In the debate posting Tom said the following: “That sir, is sick! To murder an innocent child so I can get a reward.” I’ve heard others say that the cross amounts to, “cosmic child abuse.” This antigospel is taught in the emergent church movement as much as by atheists. The phrasing – “murder of an innocent child so I can get a reward,” shows a great distortion of the truth of the matter. If it was simply a matter of a reward (an extra goodie), and if Jesus was an infant killed without his consent (like in an abortion, which Tom thinks is okay), then it would be sick! It is just as sick to kill an unborn for convenience sake, but that doesn’t seem to be an issue with the same who make this child abuse claim about Jesus.
As I was listening to the sermon this morning at G3 Fellowship on Jesus being our willing substitute who took the wrath of God upon Himself so that we, who rightly deserve the wrath, are not eternally destroyed by it (Mk 15:1-20), the words of Caiaphas, the Jewish high priest at the time of Jesus, came to mind, “‘You know nothing at all. Nor do yo understand that it is better for you that one man should die for the people, not that the whole nation should perish.’ He did not say this of his own accord, but being high priest that year he prophesied that Jesus would die for the nation, and not for the nation only, but also to gather ino on the children of God who are scattered abroad.” (Jn 11:49b-52)
If a child, or anyone, is in the street when a truck comes speeding down, and despite the ones in the street knowing better (assuming an older child), another person jumps in front of the truck to push them out of the way and gets killed by the truck, do we consider that murder of an innocent for the reward of those who were saved? We usually call that person a hero. How about ones who are killed in military action serving to protect their country? Do we consider them murdered innocents for the reward of the nation?
We need to understand that all of mankind since Adam is born playing in the street (Rom 5:12, 14; Gen 3:23). All they know growing up is selfishness, to do things their own way, even though they really have no excuse (Rom 1:18-23). Some are more selfish than others, but no one is perfectly selfless and demonstrates the perfect love of God (Rom 3:23). Because they don’t, they are forever separated from God’s goodness (which they oppose) and are in view of His wrath which is naturally set against anything contrary to His character (sin cannot be in the presence of God any more than a person with a sunburn can stand next to a normally warming and comforting fire) (Eph 2:3; Rom 5:18). The good news is that Jesus came to stand between us and God’s wrath (Rom 3:24-25; 5:9-11; 1 Jn 2:2; 2 Cor 5:17-21). (Note that God can’t turn off His wrath against sin any more than the sun’s heat can be turned off and it still give light.) He didn’t die on the cross so that we can continue playing in the street in defiance of God, but so that we can personally know the love of God for each of us through a life of faith and repentance (Rom 5:8; Jn 3:16; Acts 2:38; Eph 2:8). Jesus went to the cross with each of us who accept Him in faith on His mind (Rom 8:29; Mk 10:45). He says He wishes all to be saved (2 Pet 3:9). Yet, not all are willing to take the pardon and forgiveness of sins that God provides through Jesus (Jn 5:44). Not only did Jesus die in our place, He was resurrected to demonstrate that He indeed conquered death and sin (Mt 28:5-6; 1 Cor 15:50-57). God triumphs over our sin and keeps us from eternal death and condemnation if we put our trust in His work through Jesus at the cross. Jesus went willingly. He went so that we may be saved from eternal wrath. He went because He loves us! He could have avoided the cross if He so desired, but instead He went like sheep to the slaughter (Isa 52:13-53:12). He went to heal us of our transgressions, our illnesses, our wandering tendencies, and so forth.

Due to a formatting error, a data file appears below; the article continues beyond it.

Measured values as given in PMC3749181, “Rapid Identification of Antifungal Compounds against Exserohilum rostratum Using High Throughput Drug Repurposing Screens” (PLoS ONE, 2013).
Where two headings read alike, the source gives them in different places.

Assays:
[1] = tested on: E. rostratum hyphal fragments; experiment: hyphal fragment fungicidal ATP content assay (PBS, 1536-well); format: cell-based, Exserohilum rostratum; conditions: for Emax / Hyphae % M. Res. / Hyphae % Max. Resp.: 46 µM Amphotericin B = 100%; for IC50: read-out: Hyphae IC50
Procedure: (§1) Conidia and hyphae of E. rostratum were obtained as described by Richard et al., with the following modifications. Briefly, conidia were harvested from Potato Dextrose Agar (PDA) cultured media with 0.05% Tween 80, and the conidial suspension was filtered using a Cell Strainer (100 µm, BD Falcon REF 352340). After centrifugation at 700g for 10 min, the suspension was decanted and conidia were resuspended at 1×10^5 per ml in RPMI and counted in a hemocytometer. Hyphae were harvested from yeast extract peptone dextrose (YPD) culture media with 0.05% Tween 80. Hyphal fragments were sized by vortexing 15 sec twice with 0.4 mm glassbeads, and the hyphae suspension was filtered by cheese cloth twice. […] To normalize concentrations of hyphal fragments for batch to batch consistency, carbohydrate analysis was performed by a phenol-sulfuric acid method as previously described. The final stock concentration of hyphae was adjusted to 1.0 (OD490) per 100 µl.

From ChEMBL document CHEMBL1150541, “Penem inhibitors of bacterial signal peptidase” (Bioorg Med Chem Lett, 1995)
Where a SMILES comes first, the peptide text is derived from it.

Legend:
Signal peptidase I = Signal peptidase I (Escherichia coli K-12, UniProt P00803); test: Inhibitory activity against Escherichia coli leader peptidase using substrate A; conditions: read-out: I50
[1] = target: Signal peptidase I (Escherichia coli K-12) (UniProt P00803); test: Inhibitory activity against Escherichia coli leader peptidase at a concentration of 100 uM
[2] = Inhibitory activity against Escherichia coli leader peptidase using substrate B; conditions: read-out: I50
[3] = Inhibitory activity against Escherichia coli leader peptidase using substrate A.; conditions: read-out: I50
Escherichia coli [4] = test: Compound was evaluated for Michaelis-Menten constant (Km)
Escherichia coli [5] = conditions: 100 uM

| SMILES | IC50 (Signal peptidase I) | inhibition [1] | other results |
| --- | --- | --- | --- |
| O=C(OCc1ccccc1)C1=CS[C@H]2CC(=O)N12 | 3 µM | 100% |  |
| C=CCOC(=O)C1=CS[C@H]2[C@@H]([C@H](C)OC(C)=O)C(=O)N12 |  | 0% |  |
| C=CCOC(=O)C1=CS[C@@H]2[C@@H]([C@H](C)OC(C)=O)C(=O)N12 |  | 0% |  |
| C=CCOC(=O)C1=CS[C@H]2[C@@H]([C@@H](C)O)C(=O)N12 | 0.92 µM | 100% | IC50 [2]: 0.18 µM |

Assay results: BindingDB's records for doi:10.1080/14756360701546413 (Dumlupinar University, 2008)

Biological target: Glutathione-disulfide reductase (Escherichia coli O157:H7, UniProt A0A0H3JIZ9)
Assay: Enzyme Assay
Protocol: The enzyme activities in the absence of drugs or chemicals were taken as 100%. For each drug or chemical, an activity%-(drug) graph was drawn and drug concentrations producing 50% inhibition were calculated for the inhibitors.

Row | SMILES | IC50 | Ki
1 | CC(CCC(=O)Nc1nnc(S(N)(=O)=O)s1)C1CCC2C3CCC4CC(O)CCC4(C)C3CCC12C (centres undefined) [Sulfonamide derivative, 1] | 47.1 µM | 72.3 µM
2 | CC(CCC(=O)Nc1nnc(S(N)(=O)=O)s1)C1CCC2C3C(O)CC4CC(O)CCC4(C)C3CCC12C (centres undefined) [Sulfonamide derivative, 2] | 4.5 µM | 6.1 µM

Thus, isn’t it better that one man, who was able to be raised, die than for all of mankind? Don’t we call people who accept that role heroes? Are they called Savior? In return, Jesus asks that He be allowed to be our Lord – the master of our life (Mk 8:34-38; 10:42-45; Rom 10:9); and that we allow Him to transform us by the Holy Spirit more into His likeness everyday (2 Cor 3:18; Rom 6:5; 8:29; 12:2). Being more in His likeness means having a greater love for the Father and for all others (Mk 12:28-31; Gal 5:13-14), regardless of the wrongs they have done against us.
Is that not something to praise God for? Only Satan could say the cross is cosmic child abuse (2 Cor 11:13-15). The more people he can deceive, the happier he is (2 Cor 4:4; 1 Jn 3:8). The problem is that Satan doesn’t know his Bible as well as he likes to make people think he does (Mt 4:1-11). Jesus has triumphed and is the ultimate victor! All who are joined with Him in faith are also victors (1 Jn 5:4-5).
The following article at Stand to Reason website provides more discussion about this idea of cosmic child abuse: Stand to Reason – Cosmic Child Abuse article.
If you would like to know more about how to receive God’s free gift of forgiveness, of love and acceptance, of eternal/everlasting life, send an email to Walt at: isaiahc6v8 at gmail dot com (replace ‘at’ with @, and ‘dot’ with ‘.’)